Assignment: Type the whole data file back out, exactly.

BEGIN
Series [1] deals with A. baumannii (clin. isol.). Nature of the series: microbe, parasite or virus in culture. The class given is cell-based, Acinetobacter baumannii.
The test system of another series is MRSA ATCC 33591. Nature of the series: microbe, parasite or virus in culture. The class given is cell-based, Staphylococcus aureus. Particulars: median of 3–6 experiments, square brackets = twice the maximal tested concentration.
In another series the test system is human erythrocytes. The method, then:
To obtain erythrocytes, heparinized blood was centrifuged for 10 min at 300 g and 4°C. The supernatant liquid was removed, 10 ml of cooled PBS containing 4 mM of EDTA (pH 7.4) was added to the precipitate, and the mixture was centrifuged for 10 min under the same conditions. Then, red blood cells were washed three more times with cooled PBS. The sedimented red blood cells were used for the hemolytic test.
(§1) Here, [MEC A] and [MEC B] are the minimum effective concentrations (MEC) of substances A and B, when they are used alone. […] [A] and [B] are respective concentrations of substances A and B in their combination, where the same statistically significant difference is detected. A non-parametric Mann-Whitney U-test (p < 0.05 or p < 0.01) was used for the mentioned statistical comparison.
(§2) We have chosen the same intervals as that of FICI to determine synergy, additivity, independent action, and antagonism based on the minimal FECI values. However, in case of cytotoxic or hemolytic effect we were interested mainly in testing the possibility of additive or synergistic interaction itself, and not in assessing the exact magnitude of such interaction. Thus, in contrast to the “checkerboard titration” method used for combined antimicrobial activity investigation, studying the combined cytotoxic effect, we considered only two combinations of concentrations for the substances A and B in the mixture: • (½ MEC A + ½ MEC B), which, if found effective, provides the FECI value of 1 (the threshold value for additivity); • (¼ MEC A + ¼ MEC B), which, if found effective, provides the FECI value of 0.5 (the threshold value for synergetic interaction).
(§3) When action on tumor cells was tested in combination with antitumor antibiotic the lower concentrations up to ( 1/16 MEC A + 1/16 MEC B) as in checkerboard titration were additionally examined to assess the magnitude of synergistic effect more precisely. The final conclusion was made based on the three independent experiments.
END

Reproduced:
Series [1] deals with A. baumannii (clin. isol.). Nature of the series: microbe, parasite or virus in culture. The class given is cell-based, Acinetobacter baumannii.
The test system of another series is MRSA ATCC 33591. Nature of the series: microbe, parasite or virus in culture. The class given is cell-based, Staphylococcus aureus. Particulars: median of 3–6 experiments, square brackets = twice the maximal tested concentration.
In another series the test system is human erythrocytes. The method, then:
To obtain erythrocytes, heparinized blood was centrifuged for 10 min at 300 g and 4°C. The supernatant liquid was removed, 10 ml of cooled PBS containing 4 mM of EDTA (pH 7.4) was added to the precipitate, and the mixture was centrifuged for 10 min under the same conditions. Then, red blood cells were washed three more times with cooled PBS. The sedimented red blood cells were used for the hemolytic test.
(§1) Here, [MEC A] and [MEC B] are the minimum effective concentrations (MEC) of substances A and B, when they are used alone. […] [A] and [B] are respective concentrations of substances A and B in their combination, where the same statistically significant difference is detected. A non-parametric Mann-Whitney U-test (p < 0.05 or p < 0.01) was used for the mentioned statistical comparison.
(§2) We have chosen the same intervals as that of FICI to determine synergy, additivity, independent action, and antagonism based on the minimal FECI values. However, in case of cytotoxic or hemolytic effect we were interested mainly in testing the possibility of additive or synergistic interaction itself, and not in assessing the exact magnitude of such interaction. Thus, in contrast to the “checkerboard titration” method used for combined antimicrobial activity investigation, studying the combined cytotoxic effect, we considered only two combinations of concentrations for the substances A and B in the mixture: • (½ MEC A + ½ MEC B), which, if found effective, provides the FECI value of 1 (the threshold value for additivity); • (¼ MEC A + ¼ MEC B), which, if found effective, provides the FECI value of 0.5 (the threshold value for synergetic interaction).
(§3) When action on tumor cells was tested in combination with antitumor antibiotic the lower concentrations up to ( 1/16 MEC A + 1/16 MEC B) as in checkerboard titration were additionally examined to assess the magnitude of synergistic effect more precisely. The final conclusion was made based on the three independent experiments.